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  • Writer's pictureSPCA

Don't forget the animals during the cyclone - act now!

We all know what we need to do to prepare for a cyclone. But have you included your house pet and your other domestic animals in your preparations? Here are some things you can consider to give the animals in your care the best chance possible in a disaster.

  1. If you can, bring the dogs and cats indoors. If you cannot do this, unchain them and make sure there is at least some shelter they can hide out in.

  2. Store their food and water and have some boxes or newspaper ready for their toilet (you can put these in the bathroom). Keep some plastic or rubbish bags handy.

  3. If you have cages, when the cyclone is closer, place your pets safely inside the cages so if you have to move, you can do it quickly. During the height of the cyclone, you can help your pet feel safer by covering the cage with a towel or blanket.

  4. Consider your options now - if you have to move to an evacuation centre (where animals are not catered for), are you prepared to leave your pets behind? If not, what options might be available to you?

  5. If you do have to move to an evacuation centre, and there is no-one around to look after your pets, let them out and leave food.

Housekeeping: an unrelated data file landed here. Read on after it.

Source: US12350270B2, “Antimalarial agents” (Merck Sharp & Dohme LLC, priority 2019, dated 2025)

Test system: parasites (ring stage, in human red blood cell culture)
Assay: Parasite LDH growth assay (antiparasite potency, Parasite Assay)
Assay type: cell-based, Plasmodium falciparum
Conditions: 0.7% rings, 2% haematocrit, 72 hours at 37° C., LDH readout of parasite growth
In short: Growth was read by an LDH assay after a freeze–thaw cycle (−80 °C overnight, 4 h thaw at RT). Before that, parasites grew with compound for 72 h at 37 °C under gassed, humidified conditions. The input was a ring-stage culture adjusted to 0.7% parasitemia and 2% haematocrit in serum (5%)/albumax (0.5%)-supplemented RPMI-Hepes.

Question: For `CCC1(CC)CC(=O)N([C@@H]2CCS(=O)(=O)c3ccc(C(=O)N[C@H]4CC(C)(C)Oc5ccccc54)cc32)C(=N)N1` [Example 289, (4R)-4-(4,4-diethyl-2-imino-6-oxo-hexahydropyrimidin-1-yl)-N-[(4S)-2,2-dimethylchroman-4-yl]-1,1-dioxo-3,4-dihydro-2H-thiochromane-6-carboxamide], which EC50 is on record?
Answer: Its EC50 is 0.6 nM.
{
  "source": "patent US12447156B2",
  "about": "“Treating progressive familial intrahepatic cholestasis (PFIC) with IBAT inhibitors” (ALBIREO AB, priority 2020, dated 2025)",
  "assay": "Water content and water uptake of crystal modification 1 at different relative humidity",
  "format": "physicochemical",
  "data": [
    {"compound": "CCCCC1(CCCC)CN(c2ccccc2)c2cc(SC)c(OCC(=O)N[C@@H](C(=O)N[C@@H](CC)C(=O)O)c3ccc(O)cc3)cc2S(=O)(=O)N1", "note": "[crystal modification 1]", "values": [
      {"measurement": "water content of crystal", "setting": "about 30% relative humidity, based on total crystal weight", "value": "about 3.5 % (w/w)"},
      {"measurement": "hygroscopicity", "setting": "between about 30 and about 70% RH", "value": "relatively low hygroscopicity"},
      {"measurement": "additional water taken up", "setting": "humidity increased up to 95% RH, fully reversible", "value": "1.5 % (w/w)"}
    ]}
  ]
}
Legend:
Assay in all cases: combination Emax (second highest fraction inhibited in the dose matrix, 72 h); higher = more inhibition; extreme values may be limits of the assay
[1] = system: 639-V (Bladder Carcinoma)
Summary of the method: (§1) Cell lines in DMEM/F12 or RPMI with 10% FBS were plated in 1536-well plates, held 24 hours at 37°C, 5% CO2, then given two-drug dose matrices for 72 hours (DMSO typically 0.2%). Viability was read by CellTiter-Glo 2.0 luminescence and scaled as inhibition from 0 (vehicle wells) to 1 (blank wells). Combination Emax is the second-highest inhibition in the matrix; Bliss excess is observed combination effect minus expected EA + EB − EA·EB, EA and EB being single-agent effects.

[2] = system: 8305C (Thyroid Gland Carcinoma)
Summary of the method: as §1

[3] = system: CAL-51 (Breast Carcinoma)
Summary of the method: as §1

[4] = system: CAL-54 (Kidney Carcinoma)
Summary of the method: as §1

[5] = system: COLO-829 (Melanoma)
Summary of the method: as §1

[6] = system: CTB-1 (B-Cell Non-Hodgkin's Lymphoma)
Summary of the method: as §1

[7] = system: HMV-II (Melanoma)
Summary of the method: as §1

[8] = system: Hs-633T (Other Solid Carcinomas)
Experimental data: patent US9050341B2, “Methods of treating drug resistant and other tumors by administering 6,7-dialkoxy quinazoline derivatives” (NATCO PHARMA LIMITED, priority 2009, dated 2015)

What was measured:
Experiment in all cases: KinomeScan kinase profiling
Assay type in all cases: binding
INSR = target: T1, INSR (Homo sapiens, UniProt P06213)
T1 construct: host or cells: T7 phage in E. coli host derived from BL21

6. For large animals such as cows and horses, if you can, move them to higher ground away from fast flowing flooding zones. Do this well before the cyclone arrives and follow all National Disaster Office and government advice.

  7. Before the cyclone hits, untie the horses or cows - this gives them a chance to find their own safe spot.

  8. After the cyclone, put out food and water and call the animals - they may not return immediately, but they generally will come out when they feel safe. Just keep making your presence known and put food out.

  9. If you and your family are ok after the cyclone, help others. Look out for wandering animals and secure and feed them if you can. You will be doing another person - and the animal - a service. Cows and horses are people's livelihoods. The return of a beloved dog, cat, a cow and even poultry can be an emotional support for people who are dealing with the trauma of the cyclone and loss of home and possessions.

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